This greenhouse along the Youghiogheny River Trail in Buena Vista produces nearly 3000 lettuce plants hyroponially, each week. Clients with disabilities do all the growing and make this greenhouse a success in many ways.
What are invasive plants and why is there a push to plant native plants in our parks and gardens? OnQ finds out with a visit to Sylvania Natives, a garden center in Pittsburgh's Squirrel Hill neighborhood that sells plants native to Western Pennsylvania.
Meet nurses who deal with the youngest of patients. From the ER to the neo-natal ICU, transplant ward to the cardio lab, pediatric nurses are on the front line of "family-centered care."
This week the gang 911's inability to answer a call, Mayor Ravenstahl's comments about the local media, and Mary Beth Buchanan's own public tifts. Special Guest: Lynn Cullen.
This week the gang remembers local radio host Fred Honsberger and discusses the tutition tax, the Pennsylvania Governor's race, the climate change conference in Copenhagen, and the table games debate. Special Guest: David DeAngelo.
It is one of the most unique neighborhoods in the city of Pittsburgh but you may not even know it exists. OnQ's Tonia Caruso takes us to Panther Hollow -- a community rich in history and heritage.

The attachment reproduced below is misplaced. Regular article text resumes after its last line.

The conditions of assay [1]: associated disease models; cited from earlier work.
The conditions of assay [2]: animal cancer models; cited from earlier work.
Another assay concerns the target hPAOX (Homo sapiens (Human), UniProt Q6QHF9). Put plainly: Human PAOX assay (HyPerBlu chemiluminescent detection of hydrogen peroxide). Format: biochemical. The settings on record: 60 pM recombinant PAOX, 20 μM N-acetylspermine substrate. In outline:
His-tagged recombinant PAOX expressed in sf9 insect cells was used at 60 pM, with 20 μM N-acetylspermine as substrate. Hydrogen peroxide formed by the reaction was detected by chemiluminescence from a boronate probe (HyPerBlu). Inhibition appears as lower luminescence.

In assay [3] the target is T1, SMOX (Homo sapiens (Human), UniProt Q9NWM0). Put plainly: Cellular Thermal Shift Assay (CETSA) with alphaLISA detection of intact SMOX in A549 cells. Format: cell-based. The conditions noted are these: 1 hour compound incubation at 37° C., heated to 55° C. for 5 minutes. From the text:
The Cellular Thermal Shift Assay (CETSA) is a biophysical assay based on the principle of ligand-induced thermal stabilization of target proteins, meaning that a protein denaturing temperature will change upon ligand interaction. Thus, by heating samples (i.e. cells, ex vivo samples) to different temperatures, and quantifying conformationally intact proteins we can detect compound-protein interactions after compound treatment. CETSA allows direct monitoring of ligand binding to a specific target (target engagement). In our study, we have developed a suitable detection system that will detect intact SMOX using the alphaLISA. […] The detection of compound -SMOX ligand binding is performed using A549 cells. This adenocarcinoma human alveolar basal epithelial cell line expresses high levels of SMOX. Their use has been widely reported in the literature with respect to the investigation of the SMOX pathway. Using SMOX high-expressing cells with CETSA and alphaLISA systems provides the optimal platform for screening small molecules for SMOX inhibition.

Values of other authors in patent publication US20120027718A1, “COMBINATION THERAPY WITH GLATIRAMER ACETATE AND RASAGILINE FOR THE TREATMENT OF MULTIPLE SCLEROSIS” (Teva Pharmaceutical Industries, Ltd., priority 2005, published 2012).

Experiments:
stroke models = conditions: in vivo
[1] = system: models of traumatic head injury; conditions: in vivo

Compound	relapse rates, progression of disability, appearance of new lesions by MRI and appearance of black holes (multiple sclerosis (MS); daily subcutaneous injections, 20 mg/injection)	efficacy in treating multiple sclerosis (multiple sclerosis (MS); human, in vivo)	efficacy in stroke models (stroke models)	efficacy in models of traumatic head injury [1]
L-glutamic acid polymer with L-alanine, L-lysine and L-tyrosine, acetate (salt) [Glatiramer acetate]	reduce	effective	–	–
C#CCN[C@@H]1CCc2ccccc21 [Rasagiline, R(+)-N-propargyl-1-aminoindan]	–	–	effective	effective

With hundreds of photographs and cameras on display, this museum is like no other in the Pittsburgh region. Come along as OnQ tours this North Side depository dedicated to the love and preservation of photographic history.
When this restaurant/coffee shop opened in the Garfield community, the neighborhood was at the early stages of transition. The Quiet Storm held its ground and is now a center for food, friendship and a sense of community.
She's a leading orthopedic surgeon, member of the Steelers' medical staff, and head physician for the University of Pittsburgh's mens basketball team, CMU's football team and the Pittsburgh Riverhounds - and a mom. OnQ contributor Mike Lee reports on Dr. West's extraordinary life and career.
With Pittsburgh celebrating its 250th birthday, the Pittsburgh Public Theater commissioned the famed Second City comedy company to have some fun with the place we call home. The result was a show called "Three Rivers Runs Through It."